The annual rate of inflation has soared to 3.8 per cent following a jump in fuel prices.
The Australian Bureau of Statistics said the consumer price index rose 0.8 per cent in the June quarter.
“Rising fuel prices accounted for much of the increase in the June quarter CPI, with prices surpassing pre-pandemic levels,” ABS head of price statistics Michelle Marquardt said on Wednesday.
Fuel prices rose 6.5 per cent in the quarter, while there was also a 2.4 per cent increase in medical and hospital services, reflecting the annual increase in private health insurance premiums.
Electricity prices also rose 3.3 per cent due to the unwinding of West Australian pandemic relief payments.
Furnishings, household equipment and services were up 16.9 per cent, for the year – largely reflecting the end of free child care made available at the height of the pandemic.
The annual rate is well above the Reserve Bank of Australia’s 2-3 per cent inflation target.
But the central bank has been anticipating such a spike, which is also partly a response to 2020’s recession-related price slump.
The RBA expects inflation will be back below 2 per cent by the end of the year.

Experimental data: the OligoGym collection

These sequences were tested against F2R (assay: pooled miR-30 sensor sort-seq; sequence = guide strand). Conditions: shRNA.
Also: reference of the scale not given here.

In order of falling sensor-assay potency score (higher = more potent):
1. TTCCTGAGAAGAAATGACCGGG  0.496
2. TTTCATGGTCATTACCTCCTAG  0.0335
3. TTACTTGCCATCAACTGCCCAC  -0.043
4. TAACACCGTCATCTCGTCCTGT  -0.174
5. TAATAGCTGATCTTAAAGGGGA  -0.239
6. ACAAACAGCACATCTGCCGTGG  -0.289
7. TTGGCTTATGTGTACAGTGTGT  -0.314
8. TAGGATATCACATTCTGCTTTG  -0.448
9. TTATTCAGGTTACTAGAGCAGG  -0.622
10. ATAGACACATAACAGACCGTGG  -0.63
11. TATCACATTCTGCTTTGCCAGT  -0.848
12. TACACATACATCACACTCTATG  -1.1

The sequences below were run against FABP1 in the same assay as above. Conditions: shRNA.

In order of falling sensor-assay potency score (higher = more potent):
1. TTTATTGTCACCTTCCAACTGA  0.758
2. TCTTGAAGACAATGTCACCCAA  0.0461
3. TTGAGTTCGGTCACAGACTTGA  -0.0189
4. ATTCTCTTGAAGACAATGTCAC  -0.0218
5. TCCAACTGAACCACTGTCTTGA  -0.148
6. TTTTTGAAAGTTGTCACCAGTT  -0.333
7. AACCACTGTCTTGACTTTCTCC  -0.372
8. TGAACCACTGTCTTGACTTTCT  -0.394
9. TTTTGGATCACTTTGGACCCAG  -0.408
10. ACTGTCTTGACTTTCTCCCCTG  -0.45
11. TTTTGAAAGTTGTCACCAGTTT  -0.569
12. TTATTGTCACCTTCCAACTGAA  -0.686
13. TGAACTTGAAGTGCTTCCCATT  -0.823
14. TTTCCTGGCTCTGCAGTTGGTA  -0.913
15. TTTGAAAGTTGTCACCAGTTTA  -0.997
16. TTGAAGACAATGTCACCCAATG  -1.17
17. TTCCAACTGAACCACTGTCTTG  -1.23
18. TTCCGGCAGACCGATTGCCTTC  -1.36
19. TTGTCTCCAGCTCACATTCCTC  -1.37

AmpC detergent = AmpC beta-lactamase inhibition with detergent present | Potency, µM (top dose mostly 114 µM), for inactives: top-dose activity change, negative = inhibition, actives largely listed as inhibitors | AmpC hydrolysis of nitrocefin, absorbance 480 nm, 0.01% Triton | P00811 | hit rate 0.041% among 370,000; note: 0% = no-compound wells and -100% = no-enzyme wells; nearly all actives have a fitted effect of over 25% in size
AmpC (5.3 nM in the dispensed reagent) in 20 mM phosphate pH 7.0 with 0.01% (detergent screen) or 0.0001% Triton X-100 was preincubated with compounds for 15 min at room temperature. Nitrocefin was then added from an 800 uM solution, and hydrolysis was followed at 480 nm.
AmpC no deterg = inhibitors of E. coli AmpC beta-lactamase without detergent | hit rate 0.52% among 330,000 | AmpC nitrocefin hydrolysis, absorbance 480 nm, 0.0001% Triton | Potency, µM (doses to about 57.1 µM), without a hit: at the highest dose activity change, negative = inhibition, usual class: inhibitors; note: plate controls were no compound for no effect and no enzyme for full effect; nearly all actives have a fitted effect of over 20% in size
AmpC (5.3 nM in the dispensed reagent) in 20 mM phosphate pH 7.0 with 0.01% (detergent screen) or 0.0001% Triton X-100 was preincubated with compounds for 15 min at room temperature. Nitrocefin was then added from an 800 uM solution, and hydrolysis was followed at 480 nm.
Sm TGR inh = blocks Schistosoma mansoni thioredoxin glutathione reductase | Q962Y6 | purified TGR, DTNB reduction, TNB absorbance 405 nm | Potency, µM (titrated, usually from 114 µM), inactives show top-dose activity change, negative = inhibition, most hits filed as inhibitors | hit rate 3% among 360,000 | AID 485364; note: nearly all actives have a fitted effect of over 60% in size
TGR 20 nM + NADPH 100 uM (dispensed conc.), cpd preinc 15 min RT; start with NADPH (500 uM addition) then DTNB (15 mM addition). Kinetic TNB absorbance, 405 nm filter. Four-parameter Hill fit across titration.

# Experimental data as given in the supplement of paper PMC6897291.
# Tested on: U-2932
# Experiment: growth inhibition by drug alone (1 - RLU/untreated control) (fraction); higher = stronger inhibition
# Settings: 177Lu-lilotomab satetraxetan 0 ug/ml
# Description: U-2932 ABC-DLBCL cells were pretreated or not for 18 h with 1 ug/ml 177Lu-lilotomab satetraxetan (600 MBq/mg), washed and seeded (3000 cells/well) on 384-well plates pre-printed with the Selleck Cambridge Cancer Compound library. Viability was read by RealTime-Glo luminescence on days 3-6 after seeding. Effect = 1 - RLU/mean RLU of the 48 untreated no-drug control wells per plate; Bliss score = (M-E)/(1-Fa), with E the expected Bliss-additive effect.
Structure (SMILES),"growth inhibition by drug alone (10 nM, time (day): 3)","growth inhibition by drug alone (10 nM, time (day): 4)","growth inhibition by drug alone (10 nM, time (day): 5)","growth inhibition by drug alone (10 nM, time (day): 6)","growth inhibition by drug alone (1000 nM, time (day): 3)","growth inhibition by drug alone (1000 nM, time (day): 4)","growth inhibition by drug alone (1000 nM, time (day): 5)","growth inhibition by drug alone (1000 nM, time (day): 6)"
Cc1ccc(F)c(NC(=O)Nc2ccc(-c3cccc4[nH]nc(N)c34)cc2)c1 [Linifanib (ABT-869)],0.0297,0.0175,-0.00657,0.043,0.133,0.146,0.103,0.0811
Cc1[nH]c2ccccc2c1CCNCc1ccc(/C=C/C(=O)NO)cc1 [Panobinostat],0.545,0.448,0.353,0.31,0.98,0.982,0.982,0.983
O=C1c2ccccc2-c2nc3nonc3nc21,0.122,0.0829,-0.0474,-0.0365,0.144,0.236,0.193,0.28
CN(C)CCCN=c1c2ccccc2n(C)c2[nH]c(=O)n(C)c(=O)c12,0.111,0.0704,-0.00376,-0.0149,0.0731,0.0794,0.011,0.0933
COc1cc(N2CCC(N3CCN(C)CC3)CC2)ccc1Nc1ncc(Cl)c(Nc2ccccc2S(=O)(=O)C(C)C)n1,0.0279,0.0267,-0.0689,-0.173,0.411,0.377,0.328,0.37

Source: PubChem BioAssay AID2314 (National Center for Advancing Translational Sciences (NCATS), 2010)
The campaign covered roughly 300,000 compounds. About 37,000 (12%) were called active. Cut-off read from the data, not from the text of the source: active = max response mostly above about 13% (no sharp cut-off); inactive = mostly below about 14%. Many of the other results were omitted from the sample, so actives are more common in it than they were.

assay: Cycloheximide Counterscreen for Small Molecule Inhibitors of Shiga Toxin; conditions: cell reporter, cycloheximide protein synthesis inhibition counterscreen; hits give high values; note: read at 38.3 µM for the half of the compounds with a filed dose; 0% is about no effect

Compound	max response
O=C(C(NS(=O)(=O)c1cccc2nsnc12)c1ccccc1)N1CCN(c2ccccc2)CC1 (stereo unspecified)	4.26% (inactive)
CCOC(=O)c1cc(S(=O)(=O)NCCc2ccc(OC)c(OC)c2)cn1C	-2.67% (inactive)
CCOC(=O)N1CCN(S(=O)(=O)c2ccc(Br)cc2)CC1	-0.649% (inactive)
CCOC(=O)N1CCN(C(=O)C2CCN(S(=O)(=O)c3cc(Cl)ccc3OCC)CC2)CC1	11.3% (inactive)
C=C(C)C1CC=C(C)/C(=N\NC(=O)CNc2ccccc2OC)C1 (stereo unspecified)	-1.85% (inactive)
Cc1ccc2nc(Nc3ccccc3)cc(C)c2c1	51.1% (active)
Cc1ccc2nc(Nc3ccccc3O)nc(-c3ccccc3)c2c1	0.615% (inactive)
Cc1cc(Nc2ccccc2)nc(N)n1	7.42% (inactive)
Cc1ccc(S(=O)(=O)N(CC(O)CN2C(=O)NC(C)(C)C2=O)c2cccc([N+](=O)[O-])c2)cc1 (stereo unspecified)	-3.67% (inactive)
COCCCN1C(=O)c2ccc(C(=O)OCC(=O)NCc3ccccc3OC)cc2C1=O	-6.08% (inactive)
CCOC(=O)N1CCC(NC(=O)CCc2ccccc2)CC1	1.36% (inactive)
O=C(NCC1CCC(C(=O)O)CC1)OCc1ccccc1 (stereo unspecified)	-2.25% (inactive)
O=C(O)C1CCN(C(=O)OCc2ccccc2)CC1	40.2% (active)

As such, RBA governor Philip Lowe won’t be reaching for his interest rate lever to stem the tide, being more concerned about the economic damage virus lockdowns have done.
EY chief economist Jo Masters said the data showed the pandemic was clearly still having a major effect on Australia’s economy.
“Childcare, domestic and international airfares, electricity, new dwelling purchase prices and restaurant meals were all impacted by policy, while fuel prices, new car prices, domestic travel accommodation and rents in Sydney and Melbourne reflect ongoing disruption,” she said.
“This data is for the June quarter, and clearly Australia’s economic prospects have since shifted dramatically.”
The NSW government has extended its lockdown by another month until August 28, putting further strain on the national economy.
Economists are already expecting the economy to contract in the September quarter as a result of the lengthy Sydney restrictions as well as expired snap lockdowns in Victoria and South Australia.
The Commonwealth Bank is forecasting a massive 2.7 per cent contraction, while the unemployment rate is expected to jump from 4.9 per cent to 5.6 per cent by October.
“It is the inevitable consequence of shutting down large parts of the economy,” CBA head of Australian economics Gareth Aird said.
He is not expecting any meaningful rebound in the economy until November, resulting in the December quarter only partially recovering by 1.9 per cent.